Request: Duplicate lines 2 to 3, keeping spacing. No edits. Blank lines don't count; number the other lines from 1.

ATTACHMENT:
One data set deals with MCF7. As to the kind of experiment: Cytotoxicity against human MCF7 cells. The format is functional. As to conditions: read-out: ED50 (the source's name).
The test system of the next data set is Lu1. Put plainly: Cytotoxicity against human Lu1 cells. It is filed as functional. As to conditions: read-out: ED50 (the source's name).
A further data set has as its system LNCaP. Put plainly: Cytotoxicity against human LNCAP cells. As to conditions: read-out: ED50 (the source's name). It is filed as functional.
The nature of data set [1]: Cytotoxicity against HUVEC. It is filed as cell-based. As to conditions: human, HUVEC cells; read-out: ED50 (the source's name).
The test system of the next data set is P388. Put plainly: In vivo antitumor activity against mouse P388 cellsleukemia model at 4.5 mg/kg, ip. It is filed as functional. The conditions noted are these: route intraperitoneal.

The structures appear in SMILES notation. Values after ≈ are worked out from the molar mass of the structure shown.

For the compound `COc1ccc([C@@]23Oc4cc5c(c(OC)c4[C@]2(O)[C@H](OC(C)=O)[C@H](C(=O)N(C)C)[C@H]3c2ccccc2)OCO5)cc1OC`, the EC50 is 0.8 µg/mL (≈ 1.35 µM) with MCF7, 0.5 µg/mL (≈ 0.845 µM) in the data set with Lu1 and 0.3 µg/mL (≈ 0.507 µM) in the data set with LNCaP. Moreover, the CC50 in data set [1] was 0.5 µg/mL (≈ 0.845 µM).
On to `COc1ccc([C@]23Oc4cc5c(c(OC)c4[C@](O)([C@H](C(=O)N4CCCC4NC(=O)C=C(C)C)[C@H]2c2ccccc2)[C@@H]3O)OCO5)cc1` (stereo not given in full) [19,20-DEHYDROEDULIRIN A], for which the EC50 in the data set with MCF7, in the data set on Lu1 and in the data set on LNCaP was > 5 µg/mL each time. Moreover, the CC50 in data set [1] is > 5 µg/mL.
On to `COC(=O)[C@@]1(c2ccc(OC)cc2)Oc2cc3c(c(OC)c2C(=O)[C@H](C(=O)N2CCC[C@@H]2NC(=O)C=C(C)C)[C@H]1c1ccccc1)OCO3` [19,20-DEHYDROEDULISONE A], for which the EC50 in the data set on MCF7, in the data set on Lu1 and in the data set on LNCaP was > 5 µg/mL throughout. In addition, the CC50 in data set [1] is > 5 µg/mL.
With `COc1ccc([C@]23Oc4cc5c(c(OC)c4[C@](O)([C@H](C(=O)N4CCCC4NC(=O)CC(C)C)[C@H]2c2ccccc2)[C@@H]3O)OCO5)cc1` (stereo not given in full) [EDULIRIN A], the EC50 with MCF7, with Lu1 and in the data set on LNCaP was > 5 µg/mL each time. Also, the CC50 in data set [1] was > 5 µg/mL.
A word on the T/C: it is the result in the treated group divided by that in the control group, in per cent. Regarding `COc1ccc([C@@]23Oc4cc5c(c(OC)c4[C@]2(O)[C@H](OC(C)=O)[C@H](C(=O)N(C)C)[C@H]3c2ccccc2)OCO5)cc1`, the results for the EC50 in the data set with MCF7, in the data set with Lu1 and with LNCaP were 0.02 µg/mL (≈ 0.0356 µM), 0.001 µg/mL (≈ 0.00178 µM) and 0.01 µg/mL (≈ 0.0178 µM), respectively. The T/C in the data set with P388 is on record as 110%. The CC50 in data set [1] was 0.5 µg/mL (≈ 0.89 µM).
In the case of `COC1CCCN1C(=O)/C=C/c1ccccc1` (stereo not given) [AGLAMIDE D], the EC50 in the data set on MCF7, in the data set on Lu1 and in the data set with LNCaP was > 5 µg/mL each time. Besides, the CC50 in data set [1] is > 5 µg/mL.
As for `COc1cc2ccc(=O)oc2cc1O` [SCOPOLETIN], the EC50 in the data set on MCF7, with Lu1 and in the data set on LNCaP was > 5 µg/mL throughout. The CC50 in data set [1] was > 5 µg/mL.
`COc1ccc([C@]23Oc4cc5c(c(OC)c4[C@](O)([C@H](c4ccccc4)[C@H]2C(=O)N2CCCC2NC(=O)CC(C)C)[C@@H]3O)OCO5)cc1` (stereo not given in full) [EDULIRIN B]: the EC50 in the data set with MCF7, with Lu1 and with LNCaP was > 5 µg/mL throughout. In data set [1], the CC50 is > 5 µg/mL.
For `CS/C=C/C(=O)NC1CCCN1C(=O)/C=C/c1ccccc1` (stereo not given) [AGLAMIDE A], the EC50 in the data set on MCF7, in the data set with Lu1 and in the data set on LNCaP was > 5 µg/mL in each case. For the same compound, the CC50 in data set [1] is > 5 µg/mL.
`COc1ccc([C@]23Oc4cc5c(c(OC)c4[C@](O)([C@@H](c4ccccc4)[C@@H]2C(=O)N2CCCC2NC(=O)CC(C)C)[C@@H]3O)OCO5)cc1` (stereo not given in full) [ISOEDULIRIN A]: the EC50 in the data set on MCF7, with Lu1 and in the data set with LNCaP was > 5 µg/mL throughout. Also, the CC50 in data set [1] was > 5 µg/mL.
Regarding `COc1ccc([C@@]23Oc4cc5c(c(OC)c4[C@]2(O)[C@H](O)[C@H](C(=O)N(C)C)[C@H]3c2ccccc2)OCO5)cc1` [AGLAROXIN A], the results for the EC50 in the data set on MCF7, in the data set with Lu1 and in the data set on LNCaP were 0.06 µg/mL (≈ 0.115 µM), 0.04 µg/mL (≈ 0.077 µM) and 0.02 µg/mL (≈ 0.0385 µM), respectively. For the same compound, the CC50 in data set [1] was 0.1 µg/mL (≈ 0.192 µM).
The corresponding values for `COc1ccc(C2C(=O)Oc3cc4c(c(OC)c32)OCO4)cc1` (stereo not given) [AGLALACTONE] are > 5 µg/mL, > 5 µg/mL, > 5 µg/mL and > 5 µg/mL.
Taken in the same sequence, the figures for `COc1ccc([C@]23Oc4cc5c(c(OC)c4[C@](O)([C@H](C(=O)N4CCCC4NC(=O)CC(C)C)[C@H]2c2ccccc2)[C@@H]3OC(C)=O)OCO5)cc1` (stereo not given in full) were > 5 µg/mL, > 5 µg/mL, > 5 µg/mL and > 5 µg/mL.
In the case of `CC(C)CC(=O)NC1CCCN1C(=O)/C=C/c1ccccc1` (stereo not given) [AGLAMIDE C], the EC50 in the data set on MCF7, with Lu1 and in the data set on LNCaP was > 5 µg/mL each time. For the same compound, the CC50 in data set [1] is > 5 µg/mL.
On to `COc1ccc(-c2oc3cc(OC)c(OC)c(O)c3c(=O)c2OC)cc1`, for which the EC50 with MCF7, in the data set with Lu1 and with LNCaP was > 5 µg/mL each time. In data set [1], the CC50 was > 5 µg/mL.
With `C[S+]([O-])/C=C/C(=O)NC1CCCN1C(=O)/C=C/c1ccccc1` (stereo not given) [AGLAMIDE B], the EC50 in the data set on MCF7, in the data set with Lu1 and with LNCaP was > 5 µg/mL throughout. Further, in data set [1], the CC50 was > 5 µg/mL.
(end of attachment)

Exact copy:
The test system of the next data set is Lu1. Put plainly: Cytotoxicity against human Lu1 cells. It is filed as functional. As to conditions: read-out: ED50 (the source's name).
A further data set has as its system LNCaP. Put plainly: Cytotoxicity against human LNCAP cells. As to conditions: read-out: ED50 (the source's name). It is filed as functional.